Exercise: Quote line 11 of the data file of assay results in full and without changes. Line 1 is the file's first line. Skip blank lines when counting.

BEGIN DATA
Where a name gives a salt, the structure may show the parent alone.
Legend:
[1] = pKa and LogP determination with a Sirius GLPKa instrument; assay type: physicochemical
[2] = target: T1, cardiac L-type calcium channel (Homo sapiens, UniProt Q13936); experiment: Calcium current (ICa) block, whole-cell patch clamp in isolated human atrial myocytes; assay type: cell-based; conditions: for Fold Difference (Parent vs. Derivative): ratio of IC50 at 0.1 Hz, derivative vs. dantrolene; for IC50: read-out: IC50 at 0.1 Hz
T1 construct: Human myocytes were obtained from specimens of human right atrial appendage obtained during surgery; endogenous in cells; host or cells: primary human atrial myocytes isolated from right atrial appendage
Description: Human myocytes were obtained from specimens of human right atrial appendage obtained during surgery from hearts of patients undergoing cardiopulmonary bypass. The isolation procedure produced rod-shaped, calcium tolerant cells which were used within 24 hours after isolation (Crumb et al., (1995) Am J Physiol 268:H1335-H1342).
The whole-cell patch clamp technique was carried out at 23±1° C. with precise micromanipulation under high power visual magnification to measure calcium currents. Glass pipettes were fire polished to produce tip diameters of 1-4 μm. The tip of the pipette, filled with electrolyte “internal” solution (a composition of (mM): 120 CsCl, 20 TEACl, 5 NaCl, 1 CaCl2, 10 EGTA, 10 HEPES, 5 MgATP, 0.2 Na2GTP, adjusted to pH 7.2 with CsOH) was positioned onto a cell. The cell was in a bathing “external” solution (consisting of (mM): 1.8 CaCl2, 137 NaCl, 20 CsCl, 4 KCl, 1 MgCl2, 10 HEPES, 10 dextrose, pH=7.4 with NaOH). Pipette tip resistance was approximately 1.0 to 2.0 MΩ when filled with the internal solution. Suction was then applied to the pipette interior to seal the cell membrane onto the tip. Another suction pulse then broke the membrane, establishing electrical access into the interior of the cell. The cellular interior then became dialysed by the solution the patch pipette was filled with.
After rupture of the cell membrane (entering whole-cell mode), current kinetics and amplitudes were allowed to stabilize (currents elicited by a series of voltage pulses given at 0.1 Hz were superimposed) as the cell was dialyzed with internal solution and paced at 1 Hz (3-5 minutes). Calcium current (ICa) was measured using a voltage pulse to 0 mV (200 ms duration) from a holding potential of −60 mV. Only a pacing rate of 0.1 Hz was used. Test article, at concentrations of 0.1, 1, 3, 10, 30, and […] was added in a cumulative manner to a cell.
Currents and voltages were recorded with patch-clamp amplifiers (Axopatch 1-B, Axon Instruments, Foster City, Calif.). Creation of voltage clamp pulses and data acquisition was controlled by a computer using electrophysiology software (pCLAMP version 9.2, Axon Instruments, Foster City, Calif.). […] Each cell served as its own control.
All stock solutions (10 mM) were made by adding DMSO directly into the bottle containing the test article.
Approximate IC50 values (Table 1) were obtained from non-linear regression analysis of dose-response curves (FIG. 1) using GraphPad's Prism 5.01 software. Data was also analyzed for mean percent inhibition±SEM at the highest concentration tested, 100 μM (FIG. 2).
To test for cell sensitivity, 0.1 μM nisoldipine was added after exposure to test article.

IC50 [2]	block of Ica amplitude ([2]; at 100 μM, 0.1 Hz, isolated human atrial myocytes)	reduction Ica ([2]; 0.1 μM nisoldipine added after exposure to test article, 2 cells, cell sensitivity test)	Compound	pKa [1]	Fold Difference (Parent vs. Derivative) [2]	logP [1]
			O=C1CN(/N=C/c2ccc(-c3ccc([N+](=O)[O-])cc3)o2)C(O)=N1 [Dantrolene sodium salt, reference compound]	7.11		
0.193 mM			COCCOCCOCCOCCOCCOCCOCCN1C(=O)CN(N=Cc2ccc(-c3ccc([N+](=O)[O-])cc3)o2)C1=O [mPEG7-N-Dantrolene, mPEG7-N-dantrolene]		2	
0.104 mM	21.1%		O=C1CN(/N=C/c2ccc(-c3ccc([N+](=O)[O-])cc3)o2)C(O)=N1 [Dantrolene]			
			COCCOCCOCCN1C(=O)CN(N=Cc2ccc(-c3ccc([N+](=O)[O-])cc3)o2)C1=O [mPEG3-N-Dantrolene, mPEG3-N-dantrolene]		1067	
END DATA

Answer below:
Approximate IC50 values (Table 1) were obtained from non-linear regression analysis of dose-response curves (FIG. 1) using GraphPad's Prism 5.01 software. Data was also analyzed for mean percent inhibition±SEM at the highest concentration tested, 100 μM (FIG. 2).